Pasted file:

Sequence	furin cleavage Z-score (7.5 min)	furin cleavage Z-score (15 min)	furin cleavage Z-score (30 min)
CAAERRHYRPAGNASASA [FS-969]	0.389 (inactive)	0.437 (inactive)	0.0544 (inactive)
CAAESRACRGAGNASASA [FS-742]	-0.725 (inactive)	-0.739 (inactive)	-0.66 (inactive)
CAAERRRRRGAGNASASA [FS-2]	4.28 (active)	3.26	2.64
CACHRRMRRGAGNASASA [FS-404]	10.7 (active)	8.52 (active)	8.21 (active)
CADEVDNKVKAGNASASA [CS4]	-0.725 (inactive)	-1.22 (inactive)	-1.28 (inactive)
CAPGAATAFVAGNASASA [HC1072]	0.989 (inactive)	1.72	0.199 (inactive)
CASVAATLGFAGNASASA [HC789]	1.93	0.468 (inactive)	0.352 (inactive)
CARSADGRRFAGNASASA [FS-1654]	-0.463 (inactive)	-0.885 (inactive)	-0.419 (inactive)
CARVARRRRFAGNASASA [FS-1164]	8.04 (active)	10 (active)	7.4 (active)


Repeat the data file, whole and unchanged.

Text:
Sequence	furin cleavage Z-score (7.5 min)	furin cleavage Z-score (15 min)	furin cleavage Z-score (30 min)
CAAERRHYRPAGNASASA [FS-969]	0.389 (inactive)	0.437 (inactive)	0.0544 (inactive)
CAAESRACRGAGNASASA [FS-742]	-0.725 (inactive)	-0.739 (inactive)	-0.66 (inactive)
CAAERRRRRGAGNASASA [FS-2]	4.28 (active)	3.26	2.64
CACHRRMRRGAGNASASA [FS-404]	10.7 (active)	8.52 (active)	8.21 (active)
CADEVDNKVKAGNASASA [CS4]	-0.725 (inactive)	-1.22 (inactive)	-1.28 (inactive)
CAPGAATAFVAGNASASA [HC1072]	0.989 (inactive)	1.72	0.199 (inactive)
CASVAATLGFAGNASASA [HC789]	1.93	0.468 (inactive)	0.352 (inactive)
CARSADGRRFAGNASASA [FS-1654]	-0.463 (inactive)	-0.885 (inactive)	-0.419 (inactive)
CARVARRRRFAGNASASA [FS-1164]	8.04 (active)	10 (active)	7.4 (active)